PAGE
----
You might start up one path and decide it’s too hard…or you might like the scenery on a different path…or more of your friends are following a third path. As long as you are heading up toward the summit of that mountain, it does not matter which path you take.

What does matter is that you keep climbing. At our commencement last week, one of our student speakers read a quote from a man named Will Rogers. He said, “Even if you are on the right track, you’ll still get run over if you don’t keep moving. 5

Here at STEM High you had many people who made it part of their job to keep you moving. Remember Dr. Covey’s quote about being careful where you put your ladders.  You and your parents placed your ladder against the STEM High school, and these faculty and staff were the ones holding that ladder, pointing to the next step, encouraging you to keep climbing.

But they couldn’t climb the ladder for you. You did that for yourself.

So today you step off that ladder onto a new height. Today you graduate from the National Inventors Hall of Fame® STEM High School. And you know what’s laying on the ground beside you?  Another ladder.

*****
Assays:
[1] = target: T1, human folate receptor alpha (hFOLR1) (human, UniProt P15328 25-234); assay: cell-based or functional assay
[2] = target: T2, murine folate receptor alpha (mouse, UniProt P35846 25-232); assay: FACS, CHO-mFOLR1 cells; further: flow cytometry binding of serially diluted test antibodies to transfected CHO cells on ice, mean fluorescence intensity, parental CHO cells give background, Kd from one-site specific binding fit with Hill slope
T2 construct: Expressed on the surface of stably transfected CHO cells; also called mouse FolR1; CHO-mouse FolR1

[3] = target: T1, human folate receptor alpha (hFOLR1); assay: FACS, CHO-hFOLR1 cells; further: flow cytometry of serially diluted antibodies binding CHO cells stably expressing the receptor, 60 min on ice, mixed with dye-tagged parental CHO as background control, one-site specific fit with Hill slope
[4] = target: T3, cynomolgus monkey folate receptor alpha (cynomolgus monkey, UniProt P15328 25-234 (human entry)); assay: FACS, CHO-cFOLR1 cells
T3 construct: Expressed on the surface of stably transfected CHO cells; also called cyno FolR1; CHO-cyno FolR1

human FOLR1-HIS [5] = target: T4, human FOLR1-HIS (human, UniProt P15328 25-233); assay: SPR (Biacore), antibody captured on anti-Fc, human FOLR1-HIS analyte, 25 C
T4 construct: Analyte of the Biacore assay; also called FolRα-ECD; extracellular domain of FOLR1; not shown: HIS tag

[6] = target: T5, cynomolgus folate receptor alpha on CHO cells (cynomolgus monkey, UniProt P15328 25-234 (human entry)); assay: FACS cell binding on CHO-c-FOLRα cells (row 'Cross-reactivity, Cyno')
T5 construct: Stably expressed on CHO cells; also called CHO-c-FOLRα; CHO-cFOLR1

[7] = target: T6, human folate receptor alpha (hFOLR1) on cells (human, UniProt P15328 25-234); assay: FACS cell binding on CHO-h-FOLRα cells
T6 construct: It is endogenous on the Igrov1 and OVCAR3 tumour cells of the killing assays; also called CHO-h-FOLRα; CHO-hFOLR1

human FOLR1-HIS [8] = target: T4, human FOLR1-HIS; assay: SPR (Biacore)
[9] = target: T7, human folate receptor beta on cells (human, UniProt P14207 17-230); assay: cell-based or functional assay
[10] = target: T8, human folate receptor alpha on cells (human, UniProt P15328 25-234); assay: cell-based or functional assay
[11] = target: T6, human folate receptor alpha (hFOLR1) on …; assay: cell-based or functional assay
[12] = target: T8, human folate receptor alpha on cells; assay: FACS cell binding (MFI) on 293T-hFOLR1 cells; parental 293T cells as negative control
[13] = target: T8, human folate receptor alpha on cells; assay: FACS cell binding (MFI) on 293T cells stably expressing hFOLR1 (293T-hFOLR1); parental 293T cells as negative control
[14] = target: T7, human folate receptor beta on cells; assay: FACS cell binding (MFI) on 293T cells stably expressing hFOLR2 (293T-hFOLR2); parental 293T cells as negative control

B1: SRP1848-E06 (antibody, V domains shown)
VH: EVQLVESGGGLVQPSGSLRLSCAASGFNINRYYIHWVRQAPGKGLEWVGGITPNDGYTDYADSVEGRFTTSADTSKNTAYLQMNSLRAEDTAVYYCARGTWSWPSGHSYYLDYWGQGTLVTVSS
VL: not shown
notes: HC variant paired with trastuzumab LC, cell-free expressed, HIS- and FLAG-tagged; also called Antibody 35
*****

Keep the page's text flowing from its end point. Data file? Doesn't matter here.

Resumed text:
Now, you don’t have to start climbing it today. Give yourself some time.  Relax and enjoy the view. You earned it.

But remember what today is. We’re not calling it graduation – we’re calling it commencement. After you’ve had a chance to celebrate with friends and families, it’s time to look up with gratitude, and confidence and determination, and to put your foot on rung of the next ladder.

One last point, graduates. I am honored and grateful to learn that so many of you have chosen to lay your ladder of success against the wall of this University, by applying to, and being admitted as, freshmen whom we will see here next fall.

You have my solemn promise…that just like these excellent men and women of STEM High, who have been there for you, holding your ladders and encouraging you and helping you climb to new heights…just like them, the faculty and staff of the University of Akron stand ready and eager to help you.

I will be right there along side them, holding those ladders as you commence…as you begin again, with a new end in mind.

Congratulations graduates.

Good luck and God speed.